Credit card customers are more responsible than they've been in over a decade.
Delinquencies on credit cards issued by banks dropped to the lowest level since 2001 during the second quarter, according to a report from the American Bankers Association released Thursday.
Only 2.93% of all bank card accounts were considered delinquent, meaning they were 30 days or more overdue. That's down from 3.08% in the first quarter and significantly lower than the 15-year average of 3.91%.
"Consumers are saving more and borrowing less as they work to pay down debt at a faster rate," said James Chessen, a chief economist at the American Bankers Association. "Economic uncertainty has made consumers hesitant to take on new debt, and building a stronger financial base has become a priority."
The Federal Reserve Bank of New York identified a similar trend this summer, finding that credit card delinquencies were at their lowest level since the end of 2008. It also found that credit inquiries -- which are triggered when a consumer applies for credit -- fell for the second quarter in a row and that balances had declined 22% from their 2008 peak.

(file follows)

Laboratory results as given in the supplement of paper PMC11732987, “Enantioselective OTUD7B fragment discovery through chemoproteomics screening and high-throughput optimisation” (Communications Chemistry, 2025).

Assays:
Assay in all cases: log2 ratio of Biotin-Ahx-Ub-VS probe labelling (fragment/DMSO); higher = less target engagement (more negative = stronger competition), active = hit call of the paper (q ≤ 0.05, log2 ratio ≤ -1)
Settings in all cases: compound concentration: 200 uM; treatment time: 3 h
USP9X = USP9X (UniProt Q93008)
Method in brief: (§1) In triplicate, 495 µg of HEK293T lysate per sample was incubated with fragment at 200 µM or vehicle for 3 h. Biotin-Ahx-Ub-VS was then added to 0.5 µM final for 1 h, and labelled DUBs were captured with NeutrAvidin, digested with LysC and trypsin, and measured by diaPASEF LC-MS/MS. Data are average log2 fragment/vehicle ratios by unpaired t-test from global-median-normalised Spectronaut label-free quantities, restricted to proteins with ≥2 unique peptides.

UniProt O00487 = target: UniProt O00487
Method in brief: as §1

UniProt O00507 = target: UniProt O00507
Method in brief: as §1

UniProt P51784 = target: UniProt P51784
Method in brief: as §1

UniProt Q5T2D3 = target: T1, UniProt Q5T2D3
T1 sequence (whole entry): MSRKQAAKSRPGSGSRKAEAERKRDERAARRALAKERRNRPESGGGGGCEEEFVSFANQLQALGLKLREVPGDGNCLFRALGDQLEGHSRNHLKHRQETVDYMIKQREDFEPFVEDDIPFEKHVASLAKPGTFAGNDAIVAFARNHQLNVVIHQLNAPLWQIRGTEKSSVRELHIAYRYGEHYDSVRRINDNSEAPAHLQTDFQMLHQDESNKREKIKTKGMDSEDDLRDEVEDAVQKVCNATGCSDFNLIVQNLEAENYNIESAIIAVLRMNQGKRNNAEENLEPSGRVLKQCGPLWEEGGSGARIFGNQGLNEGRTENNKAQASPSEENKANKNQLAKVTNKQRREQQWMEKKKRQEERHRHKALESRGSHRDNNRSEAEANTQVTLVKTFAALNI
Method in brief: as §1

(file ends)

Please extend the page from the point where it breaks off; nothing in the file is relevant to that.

But as more customers buckle down on credit card payments or cut up their cards altogether, many are falling farther behind on other types of credit. Delinquencies are on the rise for personal loans, RV loans, property improvement loans, home equity loans and bank-issued auto loans, the American Bankers Association found.
"The lack of broad-based improvement gives us pause about the future," Chessen said. "Slow job growth and continued uncertainty means many consumers will face challenges managing their debt going forward."